The role of the healthcare provider.

We often hear about the role employers, schools and teachers, landlord’s, and so forth have in ensuring that a disabled patient can get their treatment. Things such as time off work/school, and accessible apartment, and so forth.

Which is fine, but what if your healthcare provider is exploiting that?

From the Ontario Human Rights Commission:

Ontario’s Human Rights Code, the first in Canada, was enacted in 1962. 

The Code prohibits actions that discriminate against people based on a protected ground  in a protected social area.

Protected grounds are:

  • Age
  • Ancestry, colour, race
  • Citizenship
  • Ethnic origin
  • Place of origin
  • Creed
  • Disability
  • Family status
  • Marital status (including single status)
  • Gender identity, gender expression
  • Receipt of public assistance (in housing only)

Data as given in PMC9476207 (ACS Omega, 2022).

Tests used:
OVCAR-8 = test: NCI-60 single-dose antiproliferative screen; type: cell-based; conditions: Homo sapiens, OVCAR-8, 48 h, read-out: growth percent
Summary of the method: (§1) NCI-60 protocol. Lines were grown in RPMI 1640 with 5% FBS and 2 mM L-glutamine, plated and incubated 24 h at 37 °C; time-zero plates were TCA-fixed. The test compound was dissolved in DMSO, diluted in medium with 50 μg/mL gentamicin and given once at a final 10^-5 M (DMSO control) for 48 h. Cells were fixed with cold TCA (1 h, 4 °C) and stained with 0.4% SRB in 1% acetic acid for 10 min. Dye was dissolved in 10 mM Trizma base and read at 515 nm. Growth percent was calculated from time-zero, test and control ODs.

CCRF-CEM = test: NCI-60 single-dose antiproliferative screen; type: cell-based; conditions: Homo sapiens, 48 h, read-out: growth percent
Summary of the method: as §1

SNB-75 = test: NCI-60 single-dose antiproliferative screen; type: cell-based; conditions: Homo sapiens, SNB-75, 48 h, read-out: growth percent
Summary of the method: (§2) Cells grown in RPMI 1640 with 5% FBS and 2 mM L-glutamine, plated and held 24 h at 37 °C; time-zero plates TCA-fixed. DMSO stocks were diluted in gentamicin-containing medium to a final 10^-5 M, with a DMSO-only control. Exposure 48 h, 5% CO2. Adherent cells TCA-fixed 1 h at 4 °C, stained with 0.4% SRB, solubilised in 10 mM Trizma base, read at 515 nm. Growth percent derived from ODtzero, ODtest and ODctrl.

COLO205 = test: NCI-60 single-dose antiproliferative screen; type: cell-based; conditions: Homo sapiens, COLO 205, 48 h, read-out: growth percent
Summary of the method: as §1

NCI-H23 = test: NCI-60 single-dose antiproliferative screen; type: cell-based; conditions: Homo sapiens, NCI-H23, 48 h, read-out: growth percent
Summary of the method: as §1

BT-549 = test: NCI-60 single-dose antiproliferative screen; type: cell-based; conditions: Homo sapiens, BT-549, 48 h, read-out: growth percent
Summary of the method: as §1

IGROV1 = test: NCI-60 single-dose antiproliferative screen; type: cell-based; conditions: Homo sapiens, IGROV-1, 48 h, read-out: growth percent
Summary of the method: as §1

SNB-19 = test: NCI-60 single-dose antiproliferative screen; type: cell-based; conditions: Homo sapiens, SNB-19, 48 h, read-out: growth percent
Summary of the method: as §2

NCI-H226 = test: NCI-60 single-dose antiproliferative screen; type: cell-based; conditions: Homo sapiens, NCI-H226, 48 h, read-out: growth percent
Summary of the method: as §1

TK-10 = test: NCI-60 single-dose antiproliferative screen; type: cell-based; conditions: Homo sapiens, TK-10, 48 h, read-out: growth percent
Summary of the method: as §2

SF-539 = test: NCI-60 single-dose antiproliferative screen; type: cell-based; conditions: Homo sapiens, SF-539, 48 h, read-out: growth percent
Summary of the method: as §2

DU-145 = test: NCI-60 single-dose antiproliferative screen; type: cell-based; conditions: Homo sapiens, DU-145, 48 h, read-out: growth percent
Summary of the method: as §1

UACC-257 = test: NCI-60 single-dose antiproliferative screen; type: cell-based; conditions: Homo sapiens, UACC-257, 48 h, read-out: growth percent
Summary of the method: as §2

• Record of offences (in employment only)
  • Sex (including pregnancy and breastfeeding)
  • Sexual orientation.

Protected social areas are:

  • Accommodation (housing)
  • Contracts
  • Employment
  • Services
  • Vocational associations (unions).

So the code says that someone with a disability, for example, can’t have their rights infringed. But it DOES NOT SAY that only employers, for example, infringe.

What if it is your healthcare provider infringing?

I don’t think doctors, nurses, managers, and administrators think of it as infringing on your rights. They book your appointment for 3 pm Thursday, but I might only be part time, that might be my only work shift that week. What about MY RIGHT to earn an income?

Now I’ll freely admit that most health providers can easily re-schedule most tests and procedures. But what if they insist, and you have to fill out one of those against medical advice forms to do so? In my view, that’s infringing on my rights as a disabled person.

I think we need to have a conversation on how our healthcare providers work with our professors/school, employers, landlords, etc. Everyone probably tells you that “your health comes first.” That’s total BS. Without money to pay the rent, and purchase groceries, the treatment means nothing.

It’s time to reconsider our priorities.